Officers were able to narrow the search to the Epworth area, where Weatherspoon was hiding in a camper trailer inside an enclosed lot next to Highway 5 at Galloway Road.

Fannin County Sheriff Dane Kirby told the News Observer that after Weatherspoon abandoned his vehicle, he fled on foot, but was able to hitch a ride with the children in an effort to get to a friend's house.

Weatherspoon was unable to find the friend's house and had the driver let him out on the side of the road, and he soon hid out inside the parked camper, Kirby said.

After entering the camper, Kirby said, Weatherspoon turned the gas on inside the trailer in an effort to kill himself and the children, but when officers arrived he was still conscious and able to respond verbally.

Weatherspoon refused to open the door of the trailer, and officers had to force their way in.

He told the newspaper Weatherspoon tried to ignite the gas, causing a small fire, but no one was injured.

Deputy Anthony Walden, a school resource officer, said he grabbed then-1-year-old Sahara and handed her to another deputy while another officer rescued her brother and Weatherspoon.

Weatherspoon was taken into custody and the two children were recovered without injury.

Jennifer Palmer, meanwhile, was treated for her wounds after being flown to Erlanger hospital in Chattanooga.

The family also made headlines in 2011 when they lived in Tennessee.

The Times Free Press reported on the couple being the targets of racial intimidation that year, before Sahara was born. Jennifer Palmer is white and Weatherspoon is black.

On June 13, 2011, a chunk of cinder block came through the window of their trailer in Polk County, Tenn., with a note tied to it that read "Get out of town [ethnic slur deleted] or u die" and signed with the initials "KKK."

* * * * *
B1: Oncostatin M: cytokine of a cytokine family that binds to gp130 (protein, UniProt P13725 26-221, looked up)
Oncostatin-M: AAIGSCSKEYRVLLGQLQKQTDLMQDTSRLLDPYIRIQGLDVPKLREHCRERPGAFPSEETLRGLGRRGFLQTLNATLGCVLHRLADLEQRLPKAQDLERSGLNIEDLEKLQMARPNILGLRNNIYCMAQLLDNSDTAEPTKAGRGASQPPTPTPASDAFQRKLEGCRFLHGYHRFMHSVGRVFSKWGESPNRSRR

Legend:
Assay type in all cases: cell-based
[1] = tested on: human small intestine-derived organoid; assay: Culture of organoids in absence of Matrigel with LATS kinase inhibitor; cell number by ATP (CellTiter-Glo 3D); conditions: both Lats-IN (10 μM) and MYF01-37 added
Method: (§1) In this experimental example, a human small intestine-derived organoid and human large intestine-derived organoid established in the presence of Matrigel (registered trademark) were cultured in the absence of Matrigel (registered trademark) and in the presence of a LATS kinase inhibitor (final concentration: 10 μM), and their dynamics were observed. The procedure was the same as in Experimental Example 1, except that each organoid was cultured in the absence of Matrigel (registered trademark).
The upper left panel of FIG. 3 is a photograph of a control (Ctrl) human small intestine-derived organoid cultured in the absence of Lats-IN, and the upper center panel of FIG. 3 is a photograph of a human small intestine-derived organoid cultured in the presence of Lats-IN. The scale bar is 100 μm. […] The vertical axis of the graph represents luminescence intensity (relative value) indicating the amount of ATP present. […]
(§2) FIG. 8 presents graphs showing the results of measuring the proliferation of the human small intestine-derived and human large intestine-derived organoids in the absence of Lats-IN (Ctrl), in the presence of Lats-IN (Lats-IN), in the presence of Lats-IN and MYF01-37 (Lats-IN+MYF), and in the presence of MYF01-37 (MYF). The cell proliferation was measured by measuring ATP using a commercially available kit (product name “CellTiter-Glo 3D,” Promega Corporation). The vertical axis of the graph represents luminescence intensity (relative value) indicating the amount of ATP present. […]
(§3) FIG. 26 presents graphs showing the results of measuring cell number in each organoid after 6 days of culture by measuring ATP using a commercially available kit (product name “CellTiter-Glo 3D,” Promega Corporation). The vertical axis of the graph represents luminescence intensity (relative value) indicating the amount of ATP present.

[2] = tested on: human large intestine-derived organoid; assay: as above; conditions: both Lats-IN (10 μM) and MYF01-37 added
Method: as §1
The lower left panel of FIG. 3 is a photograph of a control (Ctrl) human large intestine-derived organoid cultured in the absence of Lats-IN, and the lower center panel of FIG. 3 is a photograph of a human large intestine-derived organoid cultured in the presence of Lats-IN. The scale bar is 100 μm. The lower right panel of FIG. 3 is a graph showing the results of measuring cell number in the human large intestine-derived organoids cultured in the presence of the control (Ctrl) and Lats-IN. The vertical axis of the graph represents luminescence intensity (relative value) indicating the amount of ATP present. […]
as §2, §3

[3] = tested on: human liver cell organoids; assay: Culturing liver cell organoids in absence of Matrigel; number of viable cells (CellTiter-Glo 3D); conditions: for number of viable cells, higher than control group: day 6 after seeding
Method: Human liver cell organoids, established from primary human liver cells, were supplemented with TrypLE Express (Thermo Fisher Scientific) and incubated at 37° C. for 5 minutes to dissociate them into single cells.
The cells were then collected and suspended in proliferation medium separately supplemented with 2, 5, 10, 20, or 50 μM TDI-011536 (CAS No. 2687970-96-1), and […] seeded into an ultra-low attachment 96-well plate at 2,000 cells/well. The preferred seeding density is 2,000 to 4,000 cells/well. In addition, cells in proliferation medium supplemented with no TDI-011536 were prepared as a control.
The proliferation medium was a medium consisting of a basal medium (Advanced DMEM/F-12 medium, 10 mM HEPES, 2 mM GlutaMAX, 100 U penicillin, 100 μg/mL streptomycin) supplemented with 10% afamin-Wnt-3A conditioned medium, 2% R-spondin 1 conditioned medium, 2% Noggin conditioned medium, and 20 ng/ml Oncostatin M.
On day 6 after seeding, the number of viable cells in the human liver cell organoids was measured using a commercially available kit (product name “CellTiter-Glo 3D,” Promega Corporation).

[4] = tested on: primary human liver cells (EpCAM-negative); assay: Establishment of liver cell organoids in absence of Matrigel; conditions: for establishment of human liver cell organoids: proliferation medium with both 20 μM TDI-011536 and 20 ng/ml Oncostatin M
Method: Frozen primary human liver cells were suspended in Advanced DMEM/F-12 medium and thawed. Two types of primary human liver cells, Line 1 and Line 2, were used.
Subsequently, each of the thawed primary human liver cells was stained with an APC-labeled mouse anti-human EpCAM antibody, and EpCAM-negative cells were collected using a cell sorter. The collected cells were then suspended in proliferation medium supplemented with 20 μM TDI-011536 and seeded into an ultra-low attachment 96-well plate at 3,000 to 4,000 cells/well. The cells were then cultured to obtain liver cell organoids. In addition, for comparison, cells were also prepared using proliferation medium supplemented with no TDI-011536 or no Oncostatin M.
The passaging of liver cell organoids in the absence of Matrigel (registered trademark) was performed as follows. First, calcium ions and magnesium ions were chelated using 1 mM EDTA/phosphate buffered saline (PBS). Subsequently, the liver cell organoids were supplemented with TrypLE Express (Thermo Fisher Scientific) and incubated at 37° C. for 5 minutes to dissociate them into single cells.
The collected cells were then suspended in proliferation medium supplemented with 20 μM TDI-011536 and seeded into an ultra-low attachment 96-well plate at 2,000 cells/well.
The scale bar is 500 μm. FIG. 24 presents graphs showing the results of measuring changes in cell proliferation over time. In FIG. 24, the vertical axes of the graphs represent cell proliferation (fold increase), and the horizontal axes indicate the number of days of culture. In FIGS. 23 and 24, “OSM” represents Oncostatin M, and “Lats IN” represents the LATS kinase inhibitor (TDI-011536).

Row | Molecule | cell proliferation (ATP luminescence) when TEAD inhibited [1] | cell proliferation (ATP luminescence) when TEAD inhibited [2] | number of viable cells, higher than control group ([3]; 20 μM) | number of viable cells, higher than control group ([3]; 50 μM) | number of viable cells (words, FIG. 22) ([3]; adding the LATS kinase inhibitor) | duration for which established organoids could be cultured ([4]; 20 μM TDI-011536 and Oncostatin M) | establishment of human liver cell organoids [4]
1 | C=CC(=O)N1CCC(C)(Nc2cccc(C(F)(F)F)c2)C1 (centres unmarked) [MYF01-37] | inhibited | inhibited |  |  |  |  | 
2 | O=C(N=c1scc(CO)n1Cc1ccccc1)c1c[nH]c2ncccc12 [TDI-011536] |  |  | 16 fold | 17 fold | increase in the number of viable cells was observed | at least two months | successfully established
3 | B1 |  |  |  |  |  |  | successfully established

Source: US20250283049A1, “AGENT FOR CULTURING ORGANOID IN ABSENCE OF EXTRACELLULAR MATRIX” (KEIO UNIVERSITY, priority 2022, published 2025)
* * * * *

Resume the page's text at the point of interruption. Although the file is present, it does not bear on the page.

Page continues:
A few days later, the couple found their 6-month-old pit bull/German shepherd mix dead at the home, a rope tied around its neck several times and its body propped against its doghouse. They didn't report that incident to police.

Contact staff writer Ben Benton at bbenton@timesfreepress.com or 423-757-6569.

about Ben Benton...

Ben Benton is a news reporter at the Chattanooga Times Free Press. He covers Southeast Tennessee and previously covered North Georgia education. Ben has worked at the Times Free Press since November 2005, first covering Bledsoe and Sequatchie counties and later adding Marion, Grundy and other counties in the northern and western edges of the region to his coverage. He was born and raised in Cleveland, Tenn., a graduate of Bradley Central High School. Benton ...

videos »         

photos »         

e-edition »

advertisement
advertisement
400 East 11th St., Chattanooga, TN 37403
General Information (423) 756-6900
Copyright, Permissions, Terms & Conditions, Privacy Policy, Ethics policy - Copyright ©2014, Chattanooga Publishing Company, Inc. All rights reserved.
This document may not be reprinted without the express written permission of Chattanooga Publishing Company, Inc.